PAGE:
2. Conduction occurs when the applied gate-to-source potential (VGS) is in a direction to turn on the transistor and is greater in magnitude than a given value, which is defined as the threshold voltage (VT) of the transistor. To turn on a P-type enhancement IGFET its gate voltage (VG) has to be more negative than its source voltage (VS) by at least VT. To turn on an N-type enhancement IGFET its VG has to be more positive than its VS by VT.
3. IGFETs are bidirectional in the sense that when an enabling signal is applied to the control electrode, current can flow in either direction in the conduction path defined by the first and second electrodes, i.e. the source and drain are interchangeable.
In the discussion to follow, a potential at, or near ground is arbitrarily defined as a logic "0" or "low" condition and any potential at or near +VDD or +V volts is arbitrarily defined as a logic "1" or "high" condition.
The circuit of FIG. 1 includes an input buffer 10, a set-reset (S/R) flip-flop (FF) 12, symmetrical inverters I5, I6 and I7 and a transition detector 14. Input buffer 10 is comprised of two two-input NOR gates U1 and U2. A chip select signal (CSN) is applied to the one (1) input of NOR gate U1 and U2. An address input signal (Ai) is applied to the second (2) input of NOR gate U1 and the output (OU1) of U1 is applied to the second (2) input of U2.
The outputs OU1 and OU2 of gates U1 and U2, respectively, are applied to the set and reset inputs, respectively, of flip-flop (FF) 12. One output (node 4) of FF12 is applied to the input of inverter I5. The output I05 of inverter I5 is applied to the input of edge (transition) detector 14 to produce a negative going precharge pulse (PCN) each time the signal at I05 makes a transition from high-to-low or low-to-high. The output I05 of I5 is also applied to the input of inverter I6 whose output is connected to the input of an inverter I7. A delayed signal ADi in phase with Ai is produced at the output of inverter I7 and a signal ANi which is the complement of ADi is produced at the output of inverter I6.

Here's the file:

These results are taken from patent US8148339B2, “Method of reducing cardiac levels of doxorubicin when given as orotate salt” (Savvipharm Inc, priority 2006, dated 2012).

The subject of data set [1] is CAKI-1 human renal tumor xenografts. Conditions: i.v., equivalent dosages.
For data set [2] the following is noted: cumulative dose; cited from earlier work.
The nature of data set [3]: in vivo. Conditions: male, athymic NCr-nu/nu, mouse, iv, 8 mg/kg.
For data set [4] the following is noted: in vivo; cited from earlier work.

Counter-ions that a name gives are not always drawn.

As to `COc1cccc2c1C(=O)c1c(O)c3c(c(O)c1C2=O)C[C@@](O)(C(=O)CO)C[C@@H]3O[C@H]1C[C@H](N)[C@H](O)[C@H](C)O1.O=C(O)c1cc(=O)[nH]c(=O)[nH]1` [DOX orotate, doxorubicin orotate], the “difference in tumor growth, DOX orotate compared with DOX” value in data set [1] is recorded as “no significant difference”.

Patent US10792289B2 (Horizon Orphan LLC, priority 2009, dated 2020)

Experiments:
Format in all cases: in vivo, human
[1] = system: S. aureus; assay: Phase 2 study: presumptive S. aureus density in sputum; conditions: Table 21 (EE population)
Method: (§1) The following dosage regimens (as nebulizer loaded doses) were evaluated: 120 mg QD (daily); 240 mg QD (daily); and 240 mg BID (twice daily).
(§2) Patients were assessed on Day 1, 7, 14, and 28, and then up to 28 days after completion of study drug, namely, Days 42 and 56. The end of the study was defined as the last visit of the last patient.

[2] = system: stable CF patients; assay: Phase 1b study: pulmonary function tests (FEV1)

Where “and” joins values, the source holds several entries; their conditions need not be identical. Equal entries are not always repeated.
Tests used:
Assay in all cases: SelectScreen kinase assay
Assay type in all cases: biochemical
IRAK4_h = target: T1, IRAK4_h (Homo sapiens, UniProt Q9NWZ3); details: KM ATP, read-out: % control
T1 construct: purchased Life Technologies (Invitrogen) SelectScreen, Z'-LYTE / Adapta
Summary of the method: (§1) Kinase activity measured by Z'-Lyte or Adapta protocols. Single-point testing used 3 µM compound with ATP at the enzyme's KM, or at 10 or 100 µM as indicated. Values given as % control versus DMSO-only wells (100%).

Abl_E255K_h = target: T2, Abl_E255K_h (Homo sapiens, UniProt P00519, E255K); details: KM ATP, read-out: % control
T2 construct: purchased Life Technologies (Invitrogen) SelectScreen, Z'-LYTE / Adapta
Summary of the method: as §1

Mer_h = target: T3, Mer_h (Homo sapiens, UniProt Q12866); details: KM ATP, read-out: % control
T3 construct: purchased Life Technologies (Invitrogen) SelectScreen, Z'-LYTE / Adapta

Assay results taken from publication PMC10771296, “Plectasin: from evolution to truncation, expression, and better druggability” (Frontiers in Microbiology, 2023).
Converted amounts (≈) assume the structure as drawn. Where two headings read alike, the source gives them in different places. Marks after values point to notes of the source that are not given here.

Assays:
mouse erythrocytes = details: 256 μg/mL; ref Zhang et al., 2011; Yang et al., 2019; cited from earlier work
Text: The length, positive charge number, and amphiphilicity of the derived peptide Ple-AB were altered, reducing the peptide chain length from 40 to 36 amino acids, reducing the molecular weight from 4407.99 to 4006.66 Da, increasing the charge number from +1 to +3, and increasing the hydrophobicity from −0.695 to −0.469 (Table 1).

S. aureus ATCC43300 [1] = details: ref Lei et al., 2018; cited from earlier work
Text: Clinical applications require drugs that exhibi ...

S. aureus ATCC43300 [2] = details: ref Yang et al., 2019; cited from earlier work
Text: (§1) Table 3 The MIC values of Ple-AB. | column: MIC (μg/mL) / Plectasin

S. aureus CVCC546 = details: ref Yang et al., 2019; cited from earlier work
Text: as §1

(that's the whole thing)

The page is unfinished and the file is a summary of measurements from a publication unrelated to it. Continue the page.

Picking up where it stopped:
A detailed schematic representation of NOR gates U1 and U2 and of set-reset FF12 is shown in FIG. 2. Since the devices used in U1 and U2 are sized to provide desirable filter action, their sizes and impedance values are further detailed below.
The sizes (W/L) of the devices (IGFETs) in the circuit of FIG. 2 is indicated by a numeral preceding the letter "n" for N-type devices and the letter "p" for P-type devices. A device of one "n" or one "p" has a width (W) of one micron and length (L) of two microns. Ergo, the larger the numeral associated with a device the larger is its size and the lower is its ON impedance (ZON). Due to differences in their mobility, a P-type device having twice the size of an N-type device is assumed to have the same ON impedance for like values of turn-on bias.